During the process it is very important that the attendant is aware of the rate at which the water is evaporating so that the botanical material never becomes charred due to contact with the bottom of the distilling vessel. Typically 5 kilos of sandalwood oil are kept in the receiving vessel. During the first phase the aromatic botanicals are distilled for about 4 and a half hours. Then the process is stopped. The first receiving vessel is removed and a second is attached. During the entire time of distillation the fires are carefully tended and the receiving vessels are turned by hand. There must be a constant flow of cool water on the surface of the receiving vessel so that condensation occurs and the aromatic molecules are absorbed into the sandalwood. Distillation is continued for another 4 hours. At the end of the day the spent botanical material is removed from the distilling vessel. The two receiving vessels are placed in a cool place overnight so that the water and the sandalwood being charged with the aromatic molecules can separate. The next morning before distillation is continued a new batch of fresh botanical material is added to the distilling vessel and the water is siphoned off from the two receiving vessels and readded to the distilling vessel along with the correct amount of fresh water, then the process is repeated with only one change. The second receiving vessel is used in the first phase and the first receiving vessel is used in the second phase. This process continues for a period of 15 days and the oil becomes more and more perfumed with the essence of the plant.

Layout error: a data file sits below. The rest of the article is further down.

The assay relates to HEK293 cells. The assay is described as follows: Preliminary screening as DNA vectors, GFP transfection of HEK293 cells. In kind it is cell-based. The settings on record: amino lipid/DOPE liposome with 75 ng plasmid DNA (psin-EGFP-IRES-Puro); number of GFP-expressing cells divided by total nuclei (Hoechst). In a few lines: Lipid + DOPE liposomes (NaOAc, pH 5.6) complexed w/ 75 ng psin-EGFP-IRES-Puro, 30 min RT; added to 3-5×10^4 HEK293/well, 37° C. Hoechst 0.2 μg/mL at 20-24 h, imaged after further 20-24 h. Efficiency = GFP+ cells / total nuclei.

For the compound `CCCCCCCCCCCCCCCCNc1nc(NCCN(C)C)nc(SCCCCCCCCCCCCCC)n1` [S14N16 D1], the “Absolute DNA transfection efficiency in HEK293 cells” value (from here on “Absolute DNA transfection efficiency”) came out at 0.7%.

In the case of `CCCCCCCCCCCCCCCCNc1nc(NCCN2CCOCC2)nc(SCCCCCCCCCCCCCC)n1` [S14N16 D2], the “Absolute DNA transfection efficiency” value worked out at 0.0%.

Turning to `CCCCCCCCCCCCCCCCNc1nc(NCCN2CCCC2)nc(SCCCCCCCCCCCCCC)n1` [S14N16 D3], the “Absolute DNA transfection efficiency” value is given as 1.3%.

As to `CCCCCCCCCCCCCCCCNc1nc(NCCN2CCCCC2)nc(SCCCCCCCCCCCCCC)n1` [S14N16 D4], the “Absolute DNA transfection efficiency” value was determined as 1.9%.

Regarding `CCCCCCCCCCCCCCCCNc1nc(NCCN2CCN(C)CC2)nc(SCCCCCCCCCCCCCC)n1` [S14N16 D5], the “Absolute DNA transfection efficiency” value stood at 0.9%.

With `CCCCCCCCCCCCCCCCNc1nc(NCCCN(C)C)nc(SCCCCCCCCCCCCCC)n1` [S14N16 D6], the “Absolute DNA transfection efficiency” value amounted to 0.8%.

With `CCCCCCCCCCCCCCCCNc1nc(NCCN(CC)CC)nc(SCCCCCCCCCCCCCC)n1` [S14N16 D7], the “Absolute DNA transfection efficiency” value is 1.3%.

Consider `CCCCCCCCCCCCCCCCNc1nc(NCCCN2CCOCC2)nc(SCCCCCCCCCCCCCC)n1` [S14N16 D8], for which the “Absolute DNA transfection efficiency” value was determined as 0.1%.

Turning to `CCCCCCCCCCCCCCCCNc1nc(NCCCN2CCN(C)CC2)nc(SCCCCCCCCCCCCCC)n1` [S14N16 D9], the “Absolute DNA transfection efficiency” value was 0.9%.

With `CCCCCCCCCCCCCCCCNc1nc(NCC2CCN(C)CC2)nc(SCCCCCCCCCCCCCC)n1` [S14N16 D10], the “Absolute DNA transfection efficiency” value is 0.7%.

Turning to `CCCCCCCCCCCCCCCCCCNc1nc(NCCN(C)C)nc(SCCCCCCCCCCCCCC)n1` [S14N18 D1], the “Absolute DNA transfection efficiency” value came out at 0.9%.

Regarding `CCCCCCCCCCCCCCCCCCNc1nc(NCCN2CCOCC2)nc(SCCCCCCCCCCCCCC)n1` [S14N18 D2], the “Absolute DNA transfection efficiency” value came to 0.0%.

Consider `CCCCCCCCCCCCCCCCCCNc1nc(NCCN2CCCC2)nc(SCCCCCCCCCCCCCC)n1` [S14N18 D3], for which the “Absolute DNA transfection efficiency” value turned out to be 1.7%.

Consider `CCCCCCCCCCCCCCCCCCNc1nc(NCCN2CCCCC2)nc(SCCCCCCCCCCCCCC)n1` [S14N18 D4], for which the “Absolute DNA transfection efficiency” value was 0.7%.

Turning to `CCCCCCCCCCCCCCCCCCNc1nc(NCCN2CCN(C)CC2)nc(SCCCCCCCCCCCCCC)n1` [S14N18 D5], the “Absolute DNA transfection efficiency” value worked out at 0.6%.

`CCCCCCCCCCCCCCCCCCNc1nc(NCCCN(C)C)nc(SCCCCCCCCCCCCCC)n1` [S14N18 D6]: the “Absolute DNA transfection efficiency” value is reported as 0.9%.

In addition to being a slow and labour intensive process, it takes a lot of aromatic plant material to produce even a small amount of attar, according to Christopher McMahon’s presentation it can take 1350 pounds of Rosa damascena flowers to produce 5 kilos of regular strength attar. No wonder true Attars are expensive.
Because creating true Attars is a very labour intensive process, requiring dedicated and careful human attention, there has been a decline in the number of companies who continue with these time-honoured techniques. Cost cutting techniques by less scrupulous people could include ’stretching’ the sandalwood with liquid paraffin or relying on synthetic chemicals and natural isolates for the aroma.
Certainly true Attars can enrich our lives through their wonderful aroma and what it invokes in each of us. If you are in the Vancouver area and want to experience true Attars you can visit Durga Interiors. Christopher McMahon’s company White Lotus Aromatics does offer some Attars for sale and if you do a search on line I am sure you will find others.
When I was recently asked whether I had any suggestions for using essential oils with drug addictions, I went looking to see if I could find any real research on this. I paged through the many books and aromatherapy publications I have on my selves. I did internet searches on essential oils and drug addiction on Google Scholar and PubMed. None of this brought up a whole lot. An internet search on Google brought up some blog articles but nothing that I would consider real research. I also found some proprietary blends being marketed by MLM essential oil companies as being appropriate for addiction. My concern around this is that this does not take the whole individual into consideration and not all addictions are the same.
Each individual is unique, each situation is different with many different factors to take into consideration. In my opinion, one single blend is not going to be able to address this for everyone, if one wants to achieve good results it is most helpful to consider the individual and their unique circumstances. Here are just a few things I think one should consider when formulating a this blend.
From a physical point of view: What drug or type of drugs is the person addicted to? Is it a stimulant or a suppressant? Do they need to be relaxed or stimulated? Are they in withdrawal? What side effects are there?
From an emotional point of view: Why did they get addicted in the first place? Are or have the underlying issues been addressed? Have new issues come up that need to be addressed?